5. Commercial – You may want to have an amazing film career but guess what might be a path to get there? In a commercial.
Many of the young-up-and-coming film directors in both NY and LA work full time in advertising while they’re getting the funds together for their first feature film. So, not only do you make good money doing commercials- we’ve all heard of those $ix Figure ($100,000.00+) residuals – you make good connections down the road when these guys are actually casting their films. They may remember you from that beer spot or the laundry detergent they shot or the network cosmetic commercial you were in.
Learn the technique of being really REAL – no acting, no selling, no announcing, just being YOU in a given situation. It’s a gear shift from Shakespeare to Sitcom, Dramatic theatre roles and Primetime TV to COMMERCIALS. Takes a lot of skill. But commercials are no less valid a media in which to develop expertise.
If you’re good in commercials, you’ll probably be equally good in films- SURPRISE! The technique is very similar! Beside making money you’re seen by billions of people internationally. Someone might have a film or TV role for you!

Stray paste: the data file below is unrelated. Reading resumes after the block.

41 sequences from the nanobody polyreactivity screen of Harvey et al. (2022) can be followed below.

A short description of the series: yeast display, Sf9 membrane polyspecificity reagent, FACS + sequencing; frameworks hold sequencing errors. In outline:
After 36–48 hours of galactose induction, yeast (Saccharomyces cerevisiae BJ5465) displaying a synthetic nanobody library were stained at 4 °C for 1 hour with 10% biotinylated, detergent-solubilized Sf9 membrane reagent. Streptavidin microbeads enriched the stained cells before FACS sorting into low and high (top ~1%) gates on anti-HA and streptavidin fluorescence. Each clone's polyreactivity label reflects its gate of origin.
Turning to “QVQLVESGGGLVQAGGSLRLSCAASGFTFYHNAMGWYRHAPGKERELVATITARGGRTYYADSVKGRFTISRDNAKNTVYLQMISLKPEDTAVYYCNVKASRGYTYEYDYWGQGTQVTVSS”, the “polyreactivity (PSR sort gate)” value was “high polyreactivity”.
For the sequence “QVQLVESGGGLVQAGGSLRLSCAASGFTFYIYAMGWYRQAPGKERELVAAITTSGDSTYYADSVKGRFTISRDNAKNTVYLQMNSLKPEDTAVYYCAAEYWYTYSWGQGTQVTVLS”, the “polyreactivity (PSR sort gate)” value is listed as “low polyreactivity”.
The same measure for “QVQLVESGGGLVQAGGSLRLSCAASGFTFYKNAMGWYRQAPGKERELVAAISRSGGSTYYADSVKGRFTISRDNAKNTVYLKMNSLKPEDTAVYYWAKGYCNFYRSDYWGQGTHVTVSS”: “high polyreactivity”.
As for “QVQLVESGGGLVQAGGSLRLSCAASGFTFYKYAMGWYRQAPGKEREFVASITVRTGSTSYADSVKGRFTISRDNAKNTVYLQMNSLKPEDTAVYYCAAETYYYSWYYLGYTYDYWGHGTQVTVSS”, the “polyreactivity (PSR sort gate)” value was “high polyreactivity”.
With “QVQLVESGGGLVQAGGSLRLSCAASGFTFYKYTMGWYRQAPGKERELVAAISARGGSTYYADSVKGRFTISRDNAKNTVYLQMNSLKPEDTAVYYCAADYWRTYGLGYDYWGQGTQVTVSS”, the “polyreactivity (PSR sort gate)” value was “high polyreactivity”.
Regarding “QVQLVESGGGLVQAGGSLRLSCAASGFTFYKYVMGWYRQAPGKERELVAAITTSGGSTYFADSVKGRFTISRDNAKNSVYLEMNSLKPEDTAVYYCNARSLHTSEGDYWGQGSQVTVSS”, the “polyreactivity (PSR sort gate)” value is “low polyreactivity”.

There are many ways to market yourself and achieve your acting goals. As a Career Coach that is exactly why we create a Strategy and Marketing plan for you. Working in a media other than what you planned on may bring about the CAREER of your DREAMS if you’re open to the possibilities! I hope so and wish that for you!
Successful and FUN AUDITIONING!!
Gwyn Gilliss is the Founder and Executive Director of TAM, The Actor’s Market, a marketing firm for actors. They provide monthly FREE seminars/teleseminars, FREE weekly marketing tips as well as access to top photographers, graphic artists and videographers who provide every marketing tool an actor needs. Gwyn’s acting career spans several decades during which time she appeared on and off-Broadway, in classical roles in American Repertory companies in over 18 contract and recurring roles in Daytime/Prime time TV, Films and dozens of network commercials/V.O.’s. As the foremost Marketing/Career Coach she is available to work One-on-One with ready-to-succeed actors.